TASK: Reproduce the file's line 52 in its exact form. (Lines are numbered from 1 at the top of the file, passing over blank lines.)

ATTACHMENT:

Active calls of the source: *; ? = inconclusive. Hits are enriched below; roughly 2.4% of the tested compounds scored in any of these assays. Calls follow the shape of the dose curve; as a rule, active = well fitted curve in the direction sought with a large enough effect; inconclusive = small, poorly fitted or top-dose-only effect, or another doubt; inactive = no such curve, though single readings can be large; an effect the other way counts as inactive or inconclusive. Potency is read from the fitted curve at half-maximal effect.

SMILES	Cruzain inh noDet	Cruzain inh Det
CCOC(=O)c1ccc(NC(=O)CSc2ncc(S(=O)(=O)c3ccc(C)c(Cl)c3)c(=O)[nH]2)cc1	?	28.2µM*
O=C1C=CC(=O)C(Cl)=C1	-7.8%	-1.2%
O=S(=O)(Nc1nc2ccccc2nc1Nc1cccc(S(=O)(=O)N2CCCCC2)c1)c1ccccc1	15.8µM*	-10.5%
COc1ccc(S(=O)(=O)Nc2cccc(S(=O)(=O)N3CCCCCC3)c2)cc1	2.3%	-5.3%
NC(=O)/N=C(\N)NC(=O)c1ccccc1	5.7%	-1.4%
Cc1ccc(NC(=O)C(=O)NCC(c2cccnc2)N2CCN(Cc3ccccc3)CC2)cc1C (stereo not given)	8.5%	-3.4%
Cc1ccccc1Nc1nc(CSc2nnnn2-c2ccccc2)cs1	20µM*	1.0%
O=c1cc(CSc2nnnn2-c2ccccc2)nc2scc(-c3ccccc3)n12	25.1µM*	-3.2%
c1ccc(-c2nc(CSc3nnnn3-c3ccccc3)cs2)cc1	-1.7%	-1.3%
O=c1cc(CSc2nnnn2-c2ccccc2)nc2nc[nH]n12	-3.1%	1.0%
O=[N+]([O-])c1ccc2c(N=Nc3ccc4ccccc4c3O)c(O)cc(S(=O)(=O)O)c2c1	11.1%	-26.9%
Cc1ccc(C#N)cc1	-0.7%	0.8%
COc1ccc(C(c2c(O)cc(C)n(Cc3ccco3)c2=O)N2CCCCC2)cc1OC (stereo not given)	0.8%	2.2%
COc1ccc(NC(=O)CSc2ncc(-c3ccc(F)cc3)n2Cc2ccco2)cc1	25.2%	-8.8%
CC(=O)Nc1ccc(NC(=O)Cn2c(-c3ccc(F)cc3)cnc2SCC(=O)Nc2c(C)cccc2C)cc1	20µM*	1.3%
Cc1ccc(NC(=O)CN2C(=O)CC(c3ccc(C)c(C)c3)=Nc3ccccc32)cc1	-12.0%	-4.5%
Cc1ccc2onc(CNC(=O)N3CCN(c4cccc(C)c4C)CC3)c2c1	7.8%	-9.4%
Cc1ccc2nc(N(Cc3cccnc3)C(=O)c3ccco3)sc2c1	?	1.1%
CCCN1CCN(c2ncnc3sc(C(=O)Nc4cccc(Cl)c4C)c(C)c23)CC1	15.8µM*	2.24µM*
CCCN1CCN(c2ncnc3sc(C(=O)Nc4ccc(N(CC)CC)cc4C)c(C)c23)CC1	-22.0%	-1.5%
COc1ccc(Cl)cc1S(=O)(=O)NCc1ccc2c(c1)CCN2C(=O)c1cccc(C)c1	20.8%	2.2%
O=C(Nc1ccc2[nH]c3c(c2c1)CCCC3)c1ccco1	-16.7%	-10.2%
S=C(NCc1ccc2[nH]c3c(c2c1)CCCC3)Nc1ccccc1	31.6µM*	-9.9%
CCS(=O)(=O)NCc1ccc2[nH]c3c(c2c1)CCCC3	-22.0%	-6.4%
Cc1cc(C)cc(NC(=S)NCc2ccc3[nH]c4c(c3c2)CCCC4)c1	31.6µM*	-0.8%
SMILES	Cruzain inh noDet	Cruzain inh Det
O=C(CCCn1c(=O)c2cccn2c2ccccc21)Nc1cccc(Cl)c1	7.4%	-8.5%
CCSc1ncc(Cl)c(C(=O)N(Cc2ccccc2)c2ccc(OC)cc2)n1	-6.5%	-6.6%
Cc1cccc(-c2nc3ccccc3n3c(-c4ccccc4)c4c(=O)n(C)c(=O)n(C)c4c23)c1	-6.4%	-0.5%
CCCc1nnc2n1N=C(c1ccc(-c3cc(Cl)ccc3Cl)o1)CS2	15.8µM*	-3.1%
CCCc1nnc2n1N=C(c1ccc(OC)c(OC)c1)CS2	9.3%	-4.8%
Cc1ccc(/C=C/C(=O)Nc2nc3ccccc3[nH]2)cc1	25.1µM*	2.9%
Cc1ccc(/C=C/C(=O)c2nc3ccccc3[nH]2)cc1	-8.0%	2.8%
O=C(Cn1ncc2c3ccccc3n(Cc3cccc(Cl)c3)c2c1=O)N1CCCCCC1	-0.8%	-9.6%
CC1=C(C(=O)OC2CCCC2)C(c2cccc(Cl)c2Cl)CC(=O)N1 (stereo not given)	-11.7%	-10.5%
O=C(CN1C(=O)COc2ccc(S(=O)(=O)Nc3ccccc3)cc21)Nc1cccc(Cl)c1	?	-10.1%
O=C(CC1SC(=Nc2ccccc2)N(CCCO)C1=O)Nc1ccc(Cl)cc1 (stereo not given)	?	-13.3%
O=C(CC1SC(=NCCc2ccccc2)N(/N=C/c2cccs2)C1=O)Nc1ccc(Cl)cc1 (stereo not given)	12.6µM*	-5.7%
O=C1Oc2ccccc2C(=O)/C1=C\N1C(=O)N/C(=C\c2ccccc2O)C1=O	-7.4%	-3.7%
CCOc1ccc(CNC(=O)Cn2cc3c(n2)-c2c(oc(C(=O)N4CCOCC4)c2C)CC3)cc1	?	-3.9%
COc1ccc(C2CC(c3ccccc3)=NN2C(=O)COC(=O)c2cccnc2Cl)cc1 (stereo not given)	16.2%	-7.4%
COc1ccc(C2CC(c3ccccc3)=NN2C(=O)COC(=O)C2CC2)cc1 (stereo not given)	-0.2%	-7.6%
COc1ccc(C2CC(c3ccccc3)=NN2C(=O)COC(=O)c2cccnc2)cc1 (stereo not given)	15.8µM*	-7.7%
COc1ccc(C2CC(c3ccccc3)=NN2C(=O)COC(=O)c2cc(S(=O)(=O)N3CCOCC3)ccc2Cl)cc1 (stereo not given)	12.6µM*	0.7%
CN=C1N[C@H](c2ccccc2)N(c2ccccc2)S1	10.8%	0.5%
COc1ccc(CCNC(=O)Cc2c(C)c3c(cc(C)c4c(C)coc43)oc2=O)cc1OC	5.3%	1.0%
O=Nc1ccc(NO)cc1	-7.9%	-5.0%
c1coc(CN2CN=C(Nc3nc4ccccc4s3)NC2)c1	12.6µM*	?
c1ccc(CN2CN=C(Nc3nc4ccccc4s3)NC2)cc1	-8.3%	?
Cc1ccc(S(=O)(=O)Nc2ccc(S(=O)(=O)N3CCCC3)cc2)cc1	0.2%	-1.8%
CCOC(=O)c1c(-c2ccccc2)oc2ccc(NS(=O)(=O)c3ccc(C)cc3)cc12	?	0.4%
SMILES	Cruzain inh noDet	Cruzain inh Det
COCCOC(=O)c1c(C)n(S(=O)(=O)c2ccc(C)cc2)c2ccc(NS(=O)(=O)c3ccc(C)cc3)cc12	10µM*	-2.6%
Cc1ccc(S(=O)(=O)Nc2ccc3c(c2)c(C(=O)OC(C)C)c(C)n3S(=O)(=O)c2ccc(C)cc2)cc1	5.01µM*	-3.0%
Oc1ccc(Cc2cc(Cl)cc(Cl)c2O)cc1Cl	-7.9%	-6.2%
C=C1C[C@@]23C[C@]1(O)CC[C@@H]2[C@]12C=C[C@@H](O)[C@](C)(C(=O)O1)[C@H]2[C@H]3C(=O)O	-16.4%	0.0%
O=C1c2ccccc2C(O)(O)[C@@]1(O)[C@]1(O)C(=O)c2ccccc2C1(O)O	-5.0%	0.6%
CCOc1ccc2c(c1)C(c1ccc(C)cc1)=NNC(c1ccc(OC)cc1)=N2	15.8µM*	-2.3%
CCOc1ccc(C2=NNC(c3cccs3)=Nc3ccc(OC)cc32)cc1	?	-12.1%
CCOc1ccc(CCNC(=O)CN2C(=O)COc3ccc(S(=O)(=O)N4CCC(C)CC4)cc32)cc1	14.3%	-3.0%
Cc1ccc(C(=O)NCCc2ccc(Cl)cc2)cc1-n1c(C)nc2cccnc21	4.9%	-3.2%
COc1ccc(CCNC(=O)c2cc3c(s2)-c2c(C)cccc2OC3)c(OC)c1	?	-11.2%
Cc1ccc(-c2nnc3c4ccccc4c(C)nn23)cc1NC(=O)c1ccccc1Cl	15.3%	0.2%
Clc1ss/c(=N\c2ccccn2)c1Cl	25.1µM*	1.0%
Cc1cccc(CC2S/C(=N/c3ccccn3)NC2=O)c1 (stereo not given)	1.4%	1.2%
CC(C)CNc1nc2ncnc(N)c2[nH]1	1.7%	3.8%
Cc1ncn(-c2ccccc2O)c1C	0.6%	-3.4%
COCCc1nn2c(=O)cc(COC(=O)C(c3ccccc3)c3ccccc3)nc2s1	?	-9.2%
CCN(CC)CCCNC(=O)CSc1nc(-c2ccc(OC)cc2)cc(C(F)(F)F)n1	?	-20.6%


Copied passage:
Cc1ccc(S(=O)(=O)Nc2ccc(S(=O)(=O)N3CCCC3)cc2)cc1	0.2%	-1.8%